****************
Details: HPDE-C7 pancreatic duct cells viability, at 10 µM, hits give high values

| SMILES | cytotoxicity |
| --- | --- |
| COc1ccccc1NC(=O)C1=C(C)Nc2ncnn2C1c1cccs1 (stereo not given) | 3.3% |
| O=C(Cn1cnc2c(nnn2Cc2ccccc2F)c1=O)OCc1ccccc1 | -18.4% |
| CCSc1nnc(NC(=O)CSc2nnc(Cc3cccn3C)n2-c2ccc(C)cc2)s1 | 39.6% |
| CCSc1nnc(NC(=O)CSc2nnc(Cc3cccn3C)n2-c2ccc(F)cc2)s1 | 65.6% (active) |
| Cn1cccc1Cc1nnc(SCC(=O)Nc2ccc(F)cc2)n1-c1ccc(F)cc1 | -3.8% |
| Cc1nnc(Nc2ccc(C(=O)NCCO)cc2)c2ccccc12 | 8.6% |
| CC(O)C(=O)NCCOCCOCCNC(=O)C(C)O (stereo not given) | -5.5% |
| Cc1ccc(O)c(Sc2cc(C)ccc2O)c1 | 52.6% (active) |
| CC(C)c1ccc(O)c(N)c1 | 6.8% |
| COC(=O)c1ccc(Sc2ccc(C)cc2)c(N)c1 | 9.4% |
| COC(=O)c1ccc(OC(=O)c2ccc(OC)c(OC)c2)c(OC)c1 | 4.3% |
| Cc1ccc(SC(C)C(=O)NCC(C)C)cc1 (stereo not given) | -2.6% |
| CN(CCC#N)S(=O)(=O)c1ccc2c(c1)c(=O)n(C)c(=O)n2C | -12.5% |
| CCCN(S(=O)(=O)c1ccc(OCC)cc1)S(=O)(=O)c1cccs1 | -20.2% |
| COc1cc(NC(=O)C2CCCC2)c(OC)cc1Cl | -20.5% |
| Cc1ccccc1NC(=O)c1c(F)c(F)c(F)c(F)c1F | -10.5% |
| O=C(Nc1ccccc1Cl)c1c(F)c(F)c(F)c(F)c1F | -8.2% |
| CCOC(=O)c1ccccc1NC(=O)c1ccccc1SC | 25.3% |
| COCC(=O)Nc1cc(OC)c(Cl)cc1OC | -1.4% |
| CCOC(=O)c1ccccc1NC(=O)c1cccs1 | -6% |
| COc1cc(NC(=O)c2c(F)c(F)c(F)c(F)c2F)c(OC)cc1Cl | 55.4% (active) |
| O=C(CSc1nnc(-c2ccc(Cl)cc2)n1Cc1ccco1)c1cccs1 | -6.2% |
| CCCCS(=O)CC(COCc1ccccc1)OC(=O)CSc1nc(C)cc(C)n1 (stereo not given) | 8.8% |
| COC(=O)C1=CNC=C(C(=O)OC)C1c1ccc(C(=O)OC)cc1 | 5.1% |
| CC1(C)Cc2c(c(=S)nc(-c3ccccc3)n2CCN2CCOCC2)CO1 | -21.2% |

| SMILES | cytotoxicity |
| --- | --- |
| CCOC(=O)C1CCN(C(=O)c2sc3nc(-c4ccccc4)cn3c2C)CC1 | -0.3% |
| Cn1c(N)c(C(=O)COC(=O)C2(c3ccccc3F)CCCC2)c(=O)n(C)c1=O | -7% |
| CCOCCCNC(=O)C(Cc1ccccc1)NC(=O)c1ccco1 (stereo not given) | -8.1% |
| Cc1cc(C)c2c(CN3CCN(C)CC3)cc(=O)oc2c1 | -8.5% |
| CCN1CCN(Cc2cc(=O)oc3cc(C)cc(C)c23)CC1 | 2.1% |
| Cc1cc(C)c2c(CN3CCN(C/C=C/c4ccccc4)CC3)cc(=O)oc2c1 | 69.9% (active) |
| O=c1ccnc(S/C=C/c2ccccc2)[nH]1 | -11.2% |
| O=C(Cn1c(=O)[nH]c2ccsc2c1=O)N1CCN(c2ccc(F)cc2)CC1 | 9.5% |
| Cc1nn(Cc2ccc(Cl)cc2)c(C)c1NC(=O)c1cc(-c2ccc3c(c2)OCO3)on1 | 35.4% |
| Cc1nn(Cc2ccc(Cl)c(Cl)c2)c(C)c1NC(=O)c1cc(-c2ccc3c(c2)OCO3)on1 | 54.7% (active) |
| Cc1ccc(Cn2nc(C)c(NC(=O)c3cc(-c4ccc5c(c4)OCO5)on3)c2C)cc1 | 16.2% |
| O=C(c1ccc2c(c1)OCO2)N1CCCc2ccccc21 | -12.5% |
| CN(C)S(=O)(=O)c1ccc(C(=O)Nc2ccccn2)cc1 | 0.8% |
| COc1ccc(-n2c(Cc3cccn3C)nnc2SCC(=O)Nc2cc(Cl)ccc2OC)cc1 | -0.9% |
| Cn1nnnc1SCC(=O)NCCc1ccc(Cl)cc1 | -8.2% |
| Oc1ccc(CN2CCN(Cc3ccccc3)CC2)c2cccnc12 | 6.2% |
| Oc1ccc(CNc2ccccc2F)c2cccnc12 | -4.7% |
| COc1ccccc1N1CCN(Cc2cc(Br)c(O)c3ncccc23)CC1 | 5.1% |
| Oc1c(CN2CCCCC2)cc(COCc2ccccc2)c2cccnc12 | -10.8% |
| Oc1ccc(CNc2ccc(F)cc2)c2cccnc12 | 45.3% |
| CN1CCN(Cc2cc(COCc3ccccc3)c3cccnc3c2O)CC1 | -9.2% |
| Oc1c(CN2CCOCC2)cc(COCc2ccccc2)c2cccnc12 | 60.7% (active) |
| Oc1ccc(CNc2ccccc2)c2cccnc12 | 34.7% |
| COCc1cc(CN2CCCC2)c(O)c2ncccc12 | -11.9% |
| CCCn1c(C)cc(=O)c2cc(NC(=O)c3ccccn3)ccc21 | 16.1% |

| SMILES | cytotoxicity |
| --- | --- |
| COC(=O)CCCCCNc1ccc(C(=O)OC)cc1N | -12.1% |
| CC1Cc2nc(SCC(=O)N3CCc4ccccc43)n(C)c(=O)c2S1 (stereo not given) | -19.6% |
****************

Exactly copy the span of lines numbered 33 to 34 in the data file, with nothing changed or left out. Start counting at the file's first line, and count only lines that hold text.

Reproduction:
| CCOCCCNC(=O)C(Cc1ccccc1)NC(=O)c1ccco1 (stereo not given) | -8.1% |
| Cc1cc(C)c2c(CN3CCN(C)CC3)cc(=O)oc2c1 | -8.5% |